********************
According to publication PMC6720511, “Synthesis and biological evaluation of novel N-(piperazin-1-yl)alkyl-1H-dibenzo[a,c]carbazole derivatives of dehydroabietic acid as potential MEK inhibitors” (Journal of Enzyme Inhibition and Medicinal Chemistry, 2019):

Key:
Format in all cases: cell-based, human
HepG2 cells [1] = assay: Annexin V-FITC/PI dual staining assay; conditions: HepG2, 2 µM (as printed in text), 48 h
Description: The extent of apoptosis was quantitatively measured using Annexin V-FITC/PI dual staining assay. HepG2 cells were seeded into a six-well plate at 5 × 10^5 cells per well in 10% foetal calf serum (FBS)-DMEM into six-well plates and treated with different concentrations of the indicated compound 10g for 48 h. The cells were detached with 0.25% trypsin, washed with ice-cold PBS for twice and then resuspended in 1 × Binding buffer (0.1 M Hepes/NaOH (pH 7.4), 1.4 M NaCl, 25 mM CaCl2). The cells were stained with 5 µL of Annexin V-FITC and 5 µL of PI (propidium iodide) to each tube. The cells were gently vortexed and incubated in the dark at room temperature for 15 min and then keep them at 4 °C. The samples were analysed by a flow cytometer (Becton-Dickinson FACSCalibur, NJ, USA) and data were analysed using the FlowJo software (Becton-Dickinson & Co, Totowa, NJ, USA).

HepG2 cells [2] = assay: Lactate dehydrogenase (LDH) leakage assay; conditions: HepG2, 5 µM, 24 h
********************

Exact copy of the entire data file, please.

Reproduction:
According to publication PMC6720511, “Synthesis and biological evaluation of novel N-(piperazin-1-yl)alkyl-1H-dibenzo[a,c]carbazole derivatives of dehydroabietic acid as potential MEK inhibitors” (Journal of Enzyme Inhibition and Medicinal Chemistry, 2019):

Key:
Format in all cases: cell-based, human
HepG2 cells [1] = assay: Annexin V-FITC/PI dual staining assay; conditions: HepG2, 2 µM (as printed in text), 48 h
Description: The extent of apoptosis was quantitatively measured using Annexin V-FITC/PI dual staining assay. HepG2 cells were seeded into a six-well plate at 5 × 10^5 cells per well in 10% foetal calf serum (FBS)-DMEM into six-well plates and treated with different concentrations of the indicated compound 10g for 48 h. The cells were detached with 0.25% trypsin, washed with ice-cold PBS for twice and then resuspended in 1 × Binding buffer (0.1 M Hepes/NaOH (pH 7.4), 1.4 M NaCl, 25 mM CaCl2). The cells were stained with 5 µL of Annexin V-FITC and 5 µL of PI (propidium iodide) to each tube. The cells were gently vortexed and incubated in the dark at room temperature for 15 min and then keep them at 4 °C. The samples were analysed by a flow cytometer (Becton-Dickinson FACSCalibur, NJ, USA) and data were analysed using the FlowJo software (Becton-Dickinson & Co, Totowa, NJ, USA).

HepG2 cells [2] = assay: Lactate dehydrogenase (LDH) leakage assay; conditions: HepG2, 5 µM, 24 h